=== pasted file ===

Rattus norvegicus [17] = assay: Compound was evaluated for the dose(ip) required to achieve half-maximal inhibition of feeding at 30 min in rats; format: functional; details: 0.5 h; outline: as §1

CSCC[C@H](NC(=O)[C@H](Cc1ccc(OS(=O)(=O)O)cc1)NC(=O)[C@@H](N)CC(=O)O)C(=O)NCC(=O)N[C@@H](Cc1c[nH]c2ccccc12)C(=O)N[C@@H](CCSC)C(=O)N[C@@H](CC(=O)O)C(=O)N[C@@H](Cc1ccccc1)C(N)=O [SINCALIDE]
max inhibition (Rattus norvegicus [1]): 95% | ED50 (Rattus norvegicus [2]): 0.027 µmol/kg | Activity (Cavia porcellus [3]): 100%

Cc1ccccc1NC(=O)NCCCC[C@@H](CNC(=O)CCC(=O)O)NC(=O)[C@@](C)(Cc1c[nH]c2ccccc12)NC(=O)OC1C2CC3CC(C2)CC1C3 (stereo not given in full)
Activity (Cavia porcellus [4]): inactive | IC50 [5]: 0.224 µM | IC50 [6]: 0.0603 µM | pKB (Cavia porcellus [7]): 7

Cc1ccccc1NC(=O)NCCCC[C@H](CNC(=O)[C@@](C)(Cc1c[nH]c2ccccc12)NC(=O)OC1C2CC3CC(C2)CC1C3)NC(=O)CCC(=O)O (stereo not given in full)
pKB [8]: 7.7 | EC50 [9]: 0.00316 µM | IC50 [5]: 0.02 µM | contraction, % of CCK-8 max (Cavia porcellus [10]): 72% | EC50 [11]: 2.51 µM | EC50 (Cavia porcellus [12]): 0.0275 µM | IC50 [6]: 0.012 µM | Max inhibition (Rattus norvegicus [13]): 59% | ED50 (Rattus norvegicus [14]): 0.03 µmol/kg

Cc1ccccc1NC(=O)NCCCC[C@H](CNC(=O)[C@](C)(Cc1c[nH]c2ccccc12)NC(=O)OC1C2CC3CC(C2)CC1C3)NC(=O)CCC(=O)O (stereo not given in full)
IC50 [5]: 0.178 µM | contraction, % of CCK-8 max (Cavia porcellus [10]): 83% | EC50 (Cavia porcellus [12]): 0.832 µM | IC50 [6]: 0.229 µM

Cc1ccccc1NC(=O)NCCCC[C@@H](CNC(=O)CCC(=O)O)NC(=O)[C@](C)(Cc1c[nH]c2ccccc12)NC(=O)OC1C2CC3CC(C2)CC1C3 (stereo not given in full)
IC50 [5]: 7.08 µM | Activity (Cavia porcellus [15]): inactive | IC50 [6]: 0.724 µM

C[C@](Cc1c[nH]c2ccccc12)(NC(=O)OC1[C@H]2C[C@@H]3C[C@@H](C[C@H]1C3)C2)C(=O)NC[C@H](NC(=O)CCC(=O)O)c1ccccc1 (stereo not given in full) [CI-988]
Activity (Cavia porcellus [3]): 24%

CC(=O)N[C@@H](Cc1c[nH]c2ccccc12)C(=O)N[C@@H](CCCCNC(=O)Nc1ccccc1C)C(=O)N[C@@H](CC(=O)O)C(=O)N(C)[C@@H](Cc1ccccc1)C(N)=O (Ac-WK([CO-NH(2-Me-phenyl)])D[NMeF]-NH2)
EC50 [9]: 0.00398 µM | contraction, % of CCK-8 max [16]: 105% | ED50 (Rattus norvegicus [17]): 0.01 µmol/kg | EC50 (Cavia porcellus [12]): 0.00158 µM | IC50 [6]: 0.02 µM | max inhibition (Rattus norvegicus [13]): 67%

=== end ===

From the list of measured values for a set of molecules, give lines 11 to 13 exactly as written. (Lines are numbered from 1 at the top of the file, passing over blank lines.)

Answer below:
IC50 [5]: 7.08 µM | Activity (Cavia porcellus [15]): inactive | IC50 [6]: 0.724 µM

C[C@](Cc1c[nH]c2ccccc12)(NC(=O)OC1[C@H]2C[C@@H]3C[C@@H](C[C@H]1C3)C2)C(=O)NC[C@H](NC(=O)CCC(=O)O)c1ccccc1 (stereo not given in full) [CI-988]
Activity (Cavia porcellus [3]): 24%